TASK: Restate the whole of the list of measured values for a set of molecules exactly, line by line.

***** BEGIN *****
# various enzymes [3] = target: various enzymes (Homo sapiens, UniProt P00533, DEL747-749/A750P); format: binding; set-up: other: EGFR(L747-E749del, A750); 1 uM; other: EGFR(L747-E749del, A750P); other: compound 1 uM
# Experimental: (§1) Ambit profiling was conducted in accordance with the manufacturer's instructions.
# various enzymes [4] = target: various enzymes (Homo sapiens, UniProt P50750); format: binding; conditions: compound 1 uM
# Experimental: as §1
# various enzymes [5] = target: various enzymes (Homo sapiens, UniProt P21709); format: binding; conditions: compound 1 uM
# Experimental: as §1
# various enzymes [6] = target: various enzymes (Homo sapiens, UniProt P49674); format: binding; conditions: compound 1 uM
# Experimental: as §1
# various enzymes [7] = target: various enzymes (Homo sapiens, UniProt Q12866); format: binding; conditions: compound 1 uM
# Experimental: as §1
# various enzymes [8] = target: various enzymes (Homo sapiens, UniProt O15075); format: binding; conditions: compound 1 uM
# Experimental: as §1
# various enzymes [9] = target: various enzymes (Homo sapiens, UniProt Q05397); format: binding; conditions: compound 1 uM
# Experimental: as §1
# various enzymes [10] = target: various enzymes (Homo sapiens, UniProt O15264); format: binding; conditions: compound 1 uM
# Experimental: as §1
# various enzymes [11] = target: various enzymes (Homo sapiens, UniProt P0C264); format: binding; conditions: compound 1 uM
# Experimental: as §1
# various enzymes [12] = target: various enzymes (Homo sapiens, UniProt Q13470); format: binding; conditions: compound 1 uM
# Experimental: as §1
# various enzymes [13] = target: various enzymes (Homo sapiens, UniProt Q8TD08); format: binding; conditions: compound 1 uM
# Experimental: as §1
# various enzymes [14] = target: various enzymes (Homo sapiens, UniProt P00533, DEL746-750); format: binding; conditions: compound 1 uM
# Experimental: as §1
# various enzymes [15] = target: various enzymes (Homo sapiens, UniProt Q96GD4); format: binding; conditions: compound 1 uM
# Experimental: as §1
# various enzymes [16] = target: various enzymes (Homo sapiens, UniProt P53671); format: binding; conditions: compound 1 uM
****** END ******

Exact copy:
# various enzymes [3] = target: various enzymes (Homo sapiens, UniProt P00533, DEL747-749/A750P); format: binding; set-up: other: EGFR(L747-E749del, A750); 1 uM; other: EGFR(L747-E749del, A750P); other: compound 1 uM
# Experimental: (§1) Ambit profiling was conducted in accordance with the manufacturer's instructions.
# various enzymes [4] = target: various enzymes (Homo sapiens, UniProt P50750); format: binding; conditions: compound 1 uM
# Experimental: as §1
# various enzymes [5] = target: various enzymes (Homo sapiens, UniProt P21709); format: binding; conditions: compound 1 uM
# Experimental: as §1
# various enzymes [6] = target: various enzymes (Homo sapiens, UniProt P49674); format: binding; conditions: compound 1 uM
# Experimental: as §1
# various enzymes [7] = target: various enzymes (Homo sapiens, UniProt Q12866); format: binding; conditions: compound 1 uM
# Experimental: as §1
# various enzymes [8] = target: various enzymes (Homo sapiens, UniProt O15075); format: binding; conditions: compound 1 uM
# Experimental: as §1
# various enzymes [9] = target: various enzymes (Homo sapiens, UniProt Q05397); format: binding; conditions: compound 1 uM
# Experimental: as §1
# various enzymes [10] = target: various enzymes (Homo sapiens, UniProt O15264); format: binding; conditions: compound 1 uM
# Experimental: as §1
# various enzymes [11] = target: various enzymes (Homo sapiens, UniProt P0C264); format: binding; conditions: compound 1 uM
# Experimental: as §1
# various enzymes [12] = target: various enzymes (Homo sapiens, UniProt Q13470); format: binding; conditions: compound 1 uM
# Experimental: as §1
# various enzymes [13] = target: various enzymes (Homo sapiens, UniProt Q8TD08); format: binding; conditions: compound 1 uM
# Experimental: as §1
# various enzymes [14] = target: various enzymes (Homo sapiens, UniProt P00533, DEL746-750); format: binding; conditions: compound 1 uM
# Experimental: as §1
# various enzymes [15] = target: various enzymes (Homo sapiens, UniProt Q96GD4); format: binding; conditions: compound 1 uM
# Experimental: as §1
# various enzymes [16] = target: various enzymes (Homo sapiens, UniProt P53671); format: binding; conditions: compound 1 uM